Last week the Commission presented the new company law package. The fact that the presentation of the Commission’s proposals had been delayed several times indicates that this is a politically sensible issue. On the one side, companies and their associations request that they are given the opportunity of setting up corporations anywhere in Europe, if possible at the push of a button. On the other side, trade unions have been pointing out for years that under the cover of freedom of establishment, the rights of employees, and in particular the model of operational codetermination, which has been successfully practiced in Germany and Austria, would be undermined.
The last peak in the dispute between market freedoms and labour rights was the Polbud judgment of the ECJ from autumn 2107. Based on this judgment, the European Court of Justice makes it easier for companies to transfer their headquarters to another Member State; even if a company does not actually operate in another Member State. In doing so, the bypassing of national provisions - among them also regulations on workers participation -, which were regarded as a nuisance, was made significantly easier. This would turn the nightmare of trade unions into reality: the setting up of letterbox companies to bypass trade unions' codetermination rights.
The now presented proposals by the Commission, do at least to a certain degree address the justified concerns of trade unions. Hence, the Commission refers in several places of its proposal expressly to the Polbud judgment, by on the one hand welcoming the fundamental option of free transfer of seat within the Union, but at the same time aiming to make sure that this system is not abused.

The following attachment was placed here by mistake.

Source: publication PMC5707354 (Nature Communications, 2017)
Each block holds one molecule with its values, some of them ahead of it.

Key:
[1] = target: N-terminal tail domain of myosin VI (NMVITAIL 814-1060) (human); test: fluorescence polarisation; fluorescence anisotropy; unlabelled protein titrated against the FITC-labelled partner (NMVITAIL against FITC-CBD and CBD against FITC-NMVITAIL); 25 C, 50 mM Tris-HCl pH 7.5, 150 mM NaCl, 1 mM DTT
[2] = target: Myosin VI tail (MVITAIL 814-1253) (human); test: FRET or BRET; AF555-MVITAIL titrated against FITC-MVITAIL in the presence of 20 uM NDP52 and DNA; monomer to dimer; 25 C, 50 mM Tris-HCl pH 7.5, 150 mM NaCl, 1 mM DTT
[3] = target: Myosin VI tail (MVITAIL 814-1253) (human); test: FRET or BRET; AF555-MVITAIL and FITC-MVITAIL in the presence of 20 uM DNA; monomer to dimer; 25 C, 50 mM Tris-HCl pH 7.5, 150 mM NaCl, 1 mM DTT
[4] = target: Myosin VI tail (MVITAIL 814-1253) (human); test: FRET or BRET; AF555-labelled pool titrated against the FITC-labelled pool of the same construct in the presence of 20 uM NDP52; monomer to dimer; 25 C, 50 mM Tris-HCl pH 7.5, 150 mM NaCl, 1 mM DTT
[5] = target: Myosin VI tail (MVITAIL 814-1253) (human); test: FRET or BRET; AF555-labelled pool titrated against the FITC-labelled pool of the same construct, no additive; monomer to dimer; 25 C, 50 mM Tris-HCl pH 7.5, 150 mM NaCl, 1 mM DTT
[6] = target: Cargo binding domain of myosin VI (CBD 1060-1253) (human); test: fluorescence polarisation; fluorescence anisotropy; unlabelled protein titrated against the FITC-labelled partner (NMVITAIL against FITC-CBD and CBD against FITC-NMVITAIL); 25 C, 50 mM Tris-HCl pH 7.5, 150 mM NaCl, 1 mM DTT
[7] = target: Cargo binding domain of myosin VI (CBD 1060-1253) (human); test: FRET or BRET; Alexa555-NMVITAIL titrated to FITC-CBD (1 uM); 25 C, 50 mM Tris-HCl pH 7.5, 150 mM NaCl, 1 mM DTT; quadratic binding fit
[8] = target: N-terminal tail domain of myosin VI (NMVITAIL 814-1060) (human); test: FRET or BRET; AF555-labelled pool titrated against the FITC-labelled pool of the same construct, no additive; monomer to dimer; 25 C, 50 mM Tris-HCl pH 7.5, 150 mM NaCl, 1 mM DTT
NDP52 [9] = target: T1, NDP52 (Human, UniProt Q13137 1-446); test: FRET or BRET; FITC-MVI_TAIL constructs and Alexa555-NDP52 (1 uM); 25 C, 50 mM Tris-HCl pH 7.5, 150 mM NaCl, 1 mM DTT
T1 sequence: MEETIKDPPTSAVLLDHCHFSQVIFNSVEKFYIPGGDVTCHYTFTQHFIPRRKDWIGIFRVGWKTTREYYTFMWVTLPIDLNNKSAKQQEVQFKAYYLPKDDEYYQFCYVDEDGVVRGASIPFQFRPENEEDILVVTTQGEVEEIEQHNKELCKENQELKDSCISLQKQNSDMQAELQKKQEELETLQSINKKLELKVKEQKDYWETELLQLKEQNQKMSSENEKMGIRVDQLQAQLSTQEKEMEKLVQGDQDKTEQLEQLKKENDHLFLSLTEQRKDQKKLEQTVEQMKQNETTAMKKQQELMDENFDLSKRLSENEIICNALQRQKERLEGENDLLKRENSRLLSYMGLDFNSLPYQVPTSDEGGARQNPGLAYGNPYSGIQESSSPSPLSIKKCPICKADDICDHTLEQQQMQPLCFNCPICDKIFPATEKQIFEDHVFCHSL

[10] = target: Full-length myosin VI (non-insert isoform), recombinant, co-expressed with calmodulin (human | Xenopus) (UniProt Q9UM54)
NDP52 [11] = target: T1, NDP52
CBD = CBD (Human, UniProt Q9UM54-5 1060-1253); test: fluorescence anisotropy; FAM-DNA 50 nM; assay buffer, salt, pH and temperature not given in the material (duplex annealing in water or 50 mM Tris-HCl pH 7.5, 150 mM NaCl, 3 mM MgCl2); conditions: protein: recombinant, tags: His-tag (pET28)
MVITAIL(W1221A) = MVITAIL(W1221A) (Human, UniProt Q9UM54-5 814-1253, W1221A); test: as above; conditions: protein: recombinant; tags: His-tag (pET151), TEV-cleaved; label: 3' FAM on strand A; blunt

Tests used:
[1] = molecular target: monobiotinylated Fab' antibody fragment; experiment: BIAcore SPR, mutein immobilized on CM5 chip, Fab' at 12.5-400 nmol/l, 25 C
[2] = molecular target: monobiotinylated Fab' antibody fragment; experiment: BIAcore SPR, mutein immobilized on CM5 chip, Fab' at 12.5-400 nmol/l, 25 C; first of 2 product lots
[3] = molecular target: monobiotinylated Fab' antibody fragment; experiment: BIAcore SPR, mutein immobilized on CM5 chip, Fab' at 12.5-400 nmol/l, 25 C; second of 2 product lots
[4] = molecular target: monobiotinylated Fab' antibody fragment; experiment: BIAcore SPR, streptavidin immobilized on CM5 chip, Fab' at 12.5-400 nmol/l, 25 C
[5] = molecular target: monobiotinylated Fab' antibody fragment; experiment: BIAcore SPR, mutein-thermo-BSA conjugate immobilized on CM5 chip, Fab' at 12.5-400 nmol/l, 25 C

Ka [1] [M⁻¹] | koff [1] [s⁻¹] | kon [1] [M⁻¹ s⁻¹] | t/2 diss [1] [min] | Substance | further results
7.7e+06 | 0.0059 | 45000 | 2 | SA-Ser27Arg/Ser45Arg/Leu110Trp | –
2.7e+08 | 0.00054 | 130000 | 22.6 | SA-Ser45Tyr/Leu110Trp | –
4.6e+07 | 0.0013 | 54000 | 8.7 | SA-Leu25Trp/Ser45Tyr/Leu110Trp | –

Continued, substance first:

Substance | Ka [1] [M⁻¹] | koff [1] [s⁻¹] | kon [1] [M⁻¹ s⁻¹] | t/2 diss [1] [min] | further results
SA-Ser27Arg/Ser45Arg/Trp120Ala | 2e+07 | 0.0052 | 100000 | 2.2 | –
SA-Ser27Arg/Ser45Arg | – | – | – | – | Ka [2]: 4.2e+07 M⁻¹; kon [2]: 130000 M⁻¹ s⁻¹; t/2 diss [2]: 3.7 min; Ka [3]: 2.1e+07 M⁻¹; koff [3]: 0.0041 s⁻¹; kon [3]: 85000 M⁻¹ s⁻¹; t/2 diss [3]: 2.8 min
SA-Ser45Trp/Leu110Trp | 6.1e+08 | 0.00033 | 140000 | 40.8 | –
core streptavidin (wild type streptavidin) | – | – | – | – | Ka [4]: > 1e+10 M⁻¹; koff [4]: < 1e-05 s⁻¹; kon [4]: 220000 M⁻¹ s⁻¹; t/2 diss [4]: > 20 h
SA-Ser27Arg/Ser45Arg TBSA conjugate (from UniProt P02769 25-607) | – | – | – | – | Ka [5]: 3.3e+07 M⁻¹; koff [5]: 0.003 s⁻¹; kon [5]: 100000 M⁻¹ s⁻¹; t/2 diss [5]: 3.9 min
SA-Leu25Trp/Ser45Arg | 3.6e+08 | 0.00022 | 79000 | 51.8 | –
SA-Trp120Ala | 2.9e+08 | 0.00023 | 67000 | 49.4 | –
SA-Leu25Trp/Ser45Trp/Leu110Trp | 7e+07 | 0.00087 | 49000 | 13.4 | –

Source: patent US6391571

In concrete terms, the Commission intends to strengthen the rights of employees in case of cross-border splits or conversions. This shall be guaranteed by better information and consultation rights as well as by the protection of codetermination. The company is obliged to inform its workforce of all relevant changes and to take their concerns into account.
Even though in case of a change of the headquarters, the company has the right to follow the laws of the country of destination; however, if the country of destination does not provide any equal codetermination rights, workforce and company have to enter negotiations to solve the issue of codetermination. If no solution has been reached within 4 months, those rules will apply, which were applicable before the cross-border operation.
However, as first analyses show, the proposals of the Commission are far from being adequate to stop the trend of escaping regulations on worker’s participation. What would be needed here – as also demanded by ETUC in an initial assessment – is the establishment of an effective “real seat” principle. The simplification of setting up a company per mouse click, which is now provided for by the current proposals, is still dominated by the idea to reduce both the administrative workload and the costs for companies. However, from the point of view of trade unions and to act as a counterbalance, European minimums standards, such as a Framework Directive for the codetermination of employees are required to urgently to get a grip on bypass constructions.